It's as though Flaubert has constructed an elaborate sand castle which is Carthage and he has taken a special delight in taking off his boots and kicking it down.

    It was a good novel, no question. But compared to the rest of Flaubert's genius, 'good' is 'OK'.
  • (5/5)
    The best historical novel I've read so far.
  • (5/5)
    In honesty, my rating is based on reading the English translation. Extremely vivid historical novel of the "truceless war" between Carthage and the rebel mercenaries.
  • (3/5)
    A bloodthirsty Carthaginian epic; reveals history in a way that few writers can manage.
  • (4/5)
    As an avid ancient history fan, I was very pleasantly surprised to discover this work. Although historical fiction, in general Flaubert did his homework and wrote a fairly accurate account of the little known but brutal Third century BC war between Carthage and its mercenary army.Flaubert did an excellent job of describing the exotic Carthaginian rituals, the multitude of peoples that comprised the mercenaries, etc. However, I found his lavishly ornate writing style tiring. Sometimes too much of a good thing really isn't that good after all.
  • (4/5)
    A bit of a rollicking tale, especially unexpected from Flaubert; it has the feeling of an epic poem, or a medieval romance. That's probably the best way to judge it: not dealing with deep characters (although Spendius is chilling); not interested in a perfectly coherent, driven plot (although there's plenty of action); but filled with asides, descriptions and repetitions. But it's also 'realistic', in the sense of packed with detail; this clashes in an interesting way with the characters' speeches to each other, which feel very mannered. I imagine this is much better studied than read breezily like I did.

    But by far the weirdest thing was that it reminded me of 'Blood Meridian.' I wonder if there's anything to that.
  • (3/5)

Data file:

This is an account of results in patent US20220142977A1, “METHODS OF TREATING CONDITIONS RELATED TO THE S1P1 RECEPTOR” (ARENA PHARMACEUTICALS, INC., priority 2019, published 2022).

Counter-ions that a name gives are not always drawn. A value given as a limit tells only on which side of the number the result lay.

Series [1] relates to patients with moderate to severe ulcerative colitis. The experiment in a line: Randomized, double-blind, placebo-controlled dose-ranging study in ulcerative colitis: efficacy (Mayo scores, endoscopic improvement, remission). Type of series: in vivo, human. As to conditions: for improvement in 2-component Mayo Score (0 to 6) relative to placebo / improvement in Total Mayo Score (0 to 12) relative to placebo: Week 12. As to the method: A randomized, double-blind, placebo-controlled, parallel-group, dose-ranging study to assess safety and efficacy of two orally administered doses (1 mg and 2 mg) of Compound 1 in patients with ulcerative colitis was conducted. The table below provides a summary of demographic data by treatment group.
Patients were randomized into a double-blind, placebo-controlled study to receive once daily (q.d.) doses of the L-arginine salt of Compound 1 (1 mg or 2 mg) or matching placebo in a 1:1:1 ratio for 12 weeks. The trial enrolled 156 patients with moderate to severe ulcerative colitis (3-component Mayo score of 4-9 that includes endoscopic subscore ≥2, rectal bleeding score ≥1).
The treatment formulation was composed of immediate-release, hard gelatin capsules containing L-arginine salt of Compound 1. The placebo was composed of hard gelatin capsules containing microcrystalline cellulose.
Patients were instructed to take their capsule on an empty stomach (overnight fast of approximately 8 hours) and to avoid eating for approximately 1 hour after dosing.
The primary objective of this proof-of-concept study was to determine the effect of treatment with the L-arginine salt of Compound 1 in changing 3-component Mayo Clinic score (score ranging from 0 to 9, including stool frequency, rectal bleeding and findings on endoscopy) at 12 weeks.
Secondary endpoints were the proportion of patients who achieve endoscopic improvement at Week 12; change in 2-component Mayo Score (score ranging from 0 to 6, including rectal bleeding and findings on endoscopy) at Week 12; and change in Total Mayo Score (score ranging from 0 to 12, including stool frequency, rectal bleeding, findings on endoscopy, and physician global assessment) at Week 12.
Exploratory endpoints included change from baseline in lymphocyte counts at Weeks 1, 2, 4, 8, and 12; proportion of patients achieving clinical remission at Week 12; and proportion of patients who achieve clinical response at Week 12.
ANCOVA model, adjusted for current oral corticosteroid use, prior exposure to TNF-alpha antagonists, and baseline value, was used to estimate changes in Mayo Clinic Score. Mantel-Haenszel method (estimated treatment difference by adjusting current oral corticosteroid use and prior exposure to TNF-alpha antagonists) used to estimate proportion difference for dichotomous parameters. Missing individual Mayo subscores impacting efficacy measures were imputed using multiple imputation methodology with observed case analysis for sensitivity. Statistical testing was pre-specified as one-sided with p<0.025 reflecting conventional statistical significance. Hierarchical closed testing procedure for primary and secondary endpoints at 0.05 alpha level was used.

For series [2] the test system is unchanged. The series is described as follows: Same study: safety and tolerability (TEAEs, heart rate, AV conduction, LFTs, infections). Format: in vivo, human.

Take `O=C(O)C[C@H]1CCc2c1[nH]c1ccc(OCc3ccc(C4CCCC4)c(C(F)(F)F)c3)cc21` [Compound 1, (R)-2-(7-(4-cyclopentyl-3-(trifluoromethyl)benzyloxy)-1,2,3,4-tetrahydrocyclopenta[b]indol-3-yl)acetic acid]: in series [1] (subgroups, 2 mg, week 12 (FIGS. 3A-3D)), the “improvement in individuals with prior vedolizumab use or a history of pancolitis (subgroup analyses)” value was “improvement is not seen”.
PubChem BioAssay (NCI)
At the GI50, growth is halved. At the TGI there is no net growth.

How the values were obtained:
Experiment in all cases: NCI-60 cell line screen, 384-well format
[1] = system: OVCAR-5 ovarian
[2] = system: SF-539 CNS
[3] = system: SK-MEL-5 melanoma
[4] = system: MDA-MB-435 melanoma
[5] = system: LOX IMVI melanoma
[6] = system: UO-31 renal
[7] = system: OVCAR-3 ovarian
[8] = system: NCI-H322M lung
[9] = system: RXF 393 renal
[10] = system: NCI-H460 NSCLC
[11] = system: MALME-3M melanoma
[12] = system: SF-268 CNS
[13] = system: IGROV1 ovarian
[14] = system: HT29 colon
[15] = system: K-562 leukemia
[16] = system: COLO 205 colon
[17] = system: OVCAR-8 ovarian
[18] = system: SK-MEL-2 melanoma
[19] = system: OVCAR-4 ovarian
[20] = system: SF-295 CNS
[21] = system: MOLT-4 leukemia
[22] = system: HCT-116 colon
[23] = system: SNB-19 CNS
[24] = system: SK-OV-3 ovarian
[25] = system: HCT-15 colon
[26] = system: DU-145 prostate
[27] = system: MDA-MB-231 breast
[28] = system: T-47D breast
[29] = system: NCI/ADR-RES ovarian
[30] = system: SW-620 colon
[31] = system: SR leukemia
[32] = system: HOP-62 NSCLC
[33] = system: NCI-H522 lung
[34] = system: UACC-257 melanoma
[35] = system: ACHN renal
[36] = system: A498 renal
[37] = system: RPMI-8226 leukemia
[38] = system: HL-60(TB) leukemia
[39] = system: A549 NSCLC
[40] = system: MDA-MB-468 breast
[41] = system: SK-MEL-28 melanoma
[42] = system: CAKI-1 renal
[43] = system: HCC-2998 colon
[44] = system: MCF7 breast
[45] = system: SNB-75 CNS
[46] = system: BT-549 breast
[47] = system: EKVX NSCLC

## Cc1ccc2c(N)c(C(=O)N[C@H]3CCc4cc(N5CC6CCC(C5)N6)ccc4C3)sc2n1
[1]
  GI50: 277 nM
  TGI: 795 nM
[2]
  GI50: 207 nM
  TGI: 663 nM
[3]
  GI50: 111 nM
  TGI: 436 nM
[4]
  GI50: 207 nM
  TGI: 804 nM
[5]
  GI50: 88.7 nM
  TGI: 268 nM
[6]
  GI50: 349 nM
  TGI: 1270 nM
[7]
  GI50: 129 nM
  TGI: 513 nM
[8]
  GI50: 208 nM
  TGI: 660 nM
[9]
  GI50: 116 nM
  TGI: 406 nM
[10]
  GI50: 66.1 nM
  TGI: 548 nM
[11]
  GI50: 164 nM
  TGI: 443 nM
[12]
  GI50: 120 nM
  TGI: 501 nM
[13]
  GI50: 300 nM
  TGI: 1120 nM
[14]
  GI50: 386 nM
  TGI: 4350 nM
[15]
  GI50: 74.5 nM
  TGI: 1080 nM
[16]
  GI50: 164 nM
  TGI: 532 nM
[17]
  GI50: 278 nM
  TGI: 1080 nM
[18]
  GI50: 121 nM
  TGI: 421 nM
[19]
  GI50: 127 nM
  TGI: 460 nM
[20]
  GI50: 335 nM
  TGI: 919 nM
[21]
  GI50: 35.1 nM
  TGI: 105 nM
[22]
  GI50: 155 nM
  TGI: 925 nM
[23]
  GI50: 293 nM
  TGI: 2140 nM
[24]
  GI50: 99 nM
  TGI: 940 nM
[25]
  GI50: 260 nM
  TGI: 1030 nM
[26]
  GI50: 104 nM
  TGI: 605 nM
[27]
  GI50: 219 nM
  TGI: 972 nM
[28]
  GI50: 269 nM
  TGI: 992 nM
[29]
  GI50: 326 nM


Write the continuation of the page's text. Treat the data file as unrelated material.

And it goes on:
Salammbô is set in ancient Carthage and talks about a war between mercenaries and the Carthaginean army, led by Hamilcar Barcas. Flaubert has mixed classical greek elements with modern, realist ideas. The overall theme of the novel is arrogance -- not the god-defying hybris of classical tragedy, but the very human form: pride, jealousy, greed. These three human characters are intertwined thoughout the story. The mercenaries seemingly start their war because the Carthagineans don't want to pay them, but it is the slave Spendius who stirs them up, deliberately misleading them in his desire for power. Spendius also steers the mercenary general Mâtho, who is mostly driven by his lusting for Salammbô, into stealing the most sacred object of the Carthagineans: the Zaimph, the veil of the godess Tanith.Though the gods seem to get their revenge in the end, it is man who drives the action. It is the greed of the Carthagineans that starts the war, it is the jealousy of the Council of Ancients that doublecrosses Hamilcar every time he is on the verge of winning, it is the pride of Hamilcar's political rival Hannon that leads to gruesome defeats.Flaubert has interspersed his story with an exotic kind of realism, leading to elaborate descriptions of costumes, ceremonies, military movements, and torturous punishments. Salammbô is a distant relative of The Passion of the Christ in all its gorey historical realism, and perhaps the horrifying descriptions are all too gratuitious. But Salammbô goes deeper than this, it is a biting description of human society as a political structure, showing how party politics will work against the best intents of the state.Salammbô is an exponent of the french exotism, which took a start with Napoleons Egyptian expeditions and influenced many other artists (Verdi's Aïda is another famous example). Unlike most, however, Flaubert did extensive research for his book, even traveling to Tunisia. Echoes of Homer and Xenophon are scattered throughout his work. It seems to me that the way the novel depicts Carthage as a major character has also inspired Albert Camus when he wrote La Peste, where another African city is closed off from the world while a pseudo-divine punishment chastises the inhabitants.